Living with a schizophrenic husband

This is a long read. My first time writing anywhere about it.

Got married a little over a year ago to my husband. I love him very much but I’m considering leave my marriage. We had been friends for over 11 years but in that time I had no idea about his mental illness. He told me he had depression and was taking medication for it. But that was not the whole truth. I later learnt that he’s had several psychotic breakdowns over the years when he goes off his medication.
I witnessed his first psychotic break 2 months after we got married. It was mild and he slept through most of it.
It happened again last month after we went for my father’s funeral. This time it was scary and lasted for close to 2 weeks. He was screaming at me. Sent messages to some of his friends that I wanted to kill him. I had force him to go to a psychiatrist. That was when I heard the words schizophrenia.
He’s very functional, has a job as an accountant. And if you’ve never witnessed it you wouldn’t believe he has mental illness. It feels like a dream to me some times.
I don’t know what to do. I see him differently now.
I also think about the implications when we have kids. Can the illness be passed down to the children. How do I explain it to them when he has a breakdown.
He hates the meds because it’s affecting his sexual health. ED, low sperm count. He sleeps a lot everywhere which it very embarrassing for him.
I don’t know if I want to commit to this kind of life. I feel like I was cheated off the choice of choosing if this was what I wanted by him not telling his mental illness history.


Welcome Reta,
You have very valid concerns especially having kids. There is a strong genetic link in schizophrenia. It sure can be passed down and it’s a chance you’ll take. My child’s father his brother had SMI. I was very young and uneducated on genetics and how things work. I’m in deep regret of having my son because of the way he is and what he has been through. If I knew better like I know now I would NEVER get pregnant from someone with a family history of SMI let alone have it themselves. At least you know now what you have in front of you. He definitely should have told you the truth. You have a huge decision to make now.


Hello @Reta and welcome to this site. I am not in your situation, but I agree with you, you should have been told about his severe mental illness before you got married. There is quite a difference between someone having depression and someone having a severe mental illness that causes psychosis. However, you DO know about it now, and if you feel you need to get divorced, you have that right. Even if any children you have in the future do NOT have schizophrenia, the fact is that they will be subjected to the further psychotic breaks of their father, should he keep going off of his meds.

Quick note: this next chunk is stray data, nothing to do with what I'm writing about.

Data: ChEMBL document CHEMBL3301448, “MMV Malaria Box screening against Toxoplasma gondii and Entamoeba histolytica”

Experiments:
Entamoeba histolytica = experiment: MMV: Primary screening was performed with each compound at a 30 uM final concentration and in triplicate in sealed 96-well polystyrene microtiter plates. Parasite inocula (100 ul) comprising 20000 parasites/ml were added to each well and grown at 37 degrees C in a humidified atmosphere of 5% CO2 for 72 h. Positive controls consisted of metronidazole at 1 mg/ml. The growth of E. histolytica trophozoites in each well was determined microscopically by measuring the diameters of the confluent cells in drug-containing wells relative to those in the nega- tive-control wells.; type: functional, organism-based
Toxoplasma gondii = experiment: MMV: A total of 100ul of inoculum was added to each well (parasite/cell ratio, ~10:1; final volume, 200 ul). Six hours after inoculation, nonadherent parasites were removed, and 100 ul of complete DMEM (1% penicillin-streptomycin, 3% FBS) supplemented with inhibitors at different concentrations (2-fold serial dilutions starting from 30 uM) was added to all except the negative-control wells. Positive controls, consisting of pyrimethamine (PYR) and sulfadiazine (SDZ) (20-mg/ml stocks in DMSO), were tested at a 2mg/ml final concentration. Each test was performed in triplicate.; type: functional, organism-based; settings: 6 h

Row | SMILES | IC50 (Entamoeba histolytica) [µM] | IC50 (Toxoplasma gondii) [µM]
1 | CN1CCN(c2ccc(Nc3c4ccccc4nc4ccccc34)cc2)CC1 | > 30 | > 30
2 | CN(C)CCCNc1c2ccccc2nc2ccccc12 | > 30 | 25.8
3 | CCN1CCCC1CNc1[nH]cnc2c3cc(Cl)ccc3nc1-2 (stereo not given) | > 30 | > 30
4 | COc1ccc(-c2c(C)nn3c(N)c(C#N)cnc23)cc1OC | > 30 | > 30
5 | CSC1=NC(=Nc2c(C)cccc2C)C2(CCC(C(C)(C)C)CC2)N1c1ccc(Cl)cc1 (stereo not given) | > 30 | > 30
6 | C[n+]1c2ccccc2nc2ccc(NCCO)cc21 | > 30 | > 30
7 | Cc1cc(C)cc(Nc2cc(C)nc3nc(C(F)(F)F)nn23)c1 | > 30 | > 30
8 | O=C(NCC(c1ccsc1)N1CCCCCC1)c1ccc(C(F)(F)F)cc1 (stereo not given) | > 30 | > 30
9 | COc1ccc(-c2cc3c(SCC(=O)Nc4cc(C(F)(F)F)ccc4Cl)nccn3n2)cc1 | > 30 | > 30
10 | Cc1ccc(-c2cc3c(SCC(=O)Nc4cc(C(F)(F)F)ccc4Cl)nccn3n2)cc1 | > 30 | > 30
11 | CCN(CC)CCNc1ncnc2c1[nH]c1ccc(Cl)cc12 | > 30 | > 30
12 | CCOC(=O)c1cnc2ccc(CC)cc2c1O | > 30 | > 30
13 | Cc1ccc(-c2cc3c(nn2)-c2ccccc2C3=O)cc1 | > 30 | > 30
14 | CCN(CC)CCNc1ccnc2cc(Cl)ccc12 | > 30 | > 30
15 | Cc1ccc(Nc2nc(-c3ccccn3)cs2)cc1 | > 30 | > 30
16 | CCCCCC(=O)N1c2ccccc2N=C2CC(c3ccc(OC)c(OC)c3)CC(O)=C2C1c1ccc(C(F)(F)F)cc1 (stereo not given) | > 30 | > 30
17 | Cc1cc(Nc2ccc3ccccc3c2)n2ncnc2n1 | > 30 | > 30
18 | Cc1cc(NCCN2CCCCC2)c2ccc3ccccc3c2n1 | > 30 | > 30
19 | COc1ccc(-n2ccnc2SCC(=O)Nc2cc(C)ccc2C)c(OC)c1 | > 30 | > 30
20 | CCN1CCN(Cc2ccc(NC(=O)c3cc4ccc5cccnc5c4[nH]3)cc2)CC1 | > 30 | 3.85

@Reta, I am so sorry you’re going through this and absolutely understand. I had been dating someone who was schizophrenic and I also had no idea of his diagnosis. Small things in discussions would come up {for example, your story reminded me of a conversation I had with my exes mother, I was under the impression that my ex was taking medications for depression- she had said “if he ever starts acting weird or aggressively from not taking his medication he needs to go to the VA”, she also had told me in the past that her father had it - l I knew it was genetic, so I feel stupid for not fully acting on leaving then, but of course things don’t work like that usually} and I never had fully known of his diagnosis or thought much of it but was so upset that no one directly opened up about it. Fast forward and it all became so clear… I had also written out my story here when I experienced his episode a few months back. I had to leave and not come back. I had many of the same thoughts you mention… on children, my own well-being, HIS well being… but at the end of the day, you are the one who creates your story, you have a decision and you are there to chooses the direction of your life.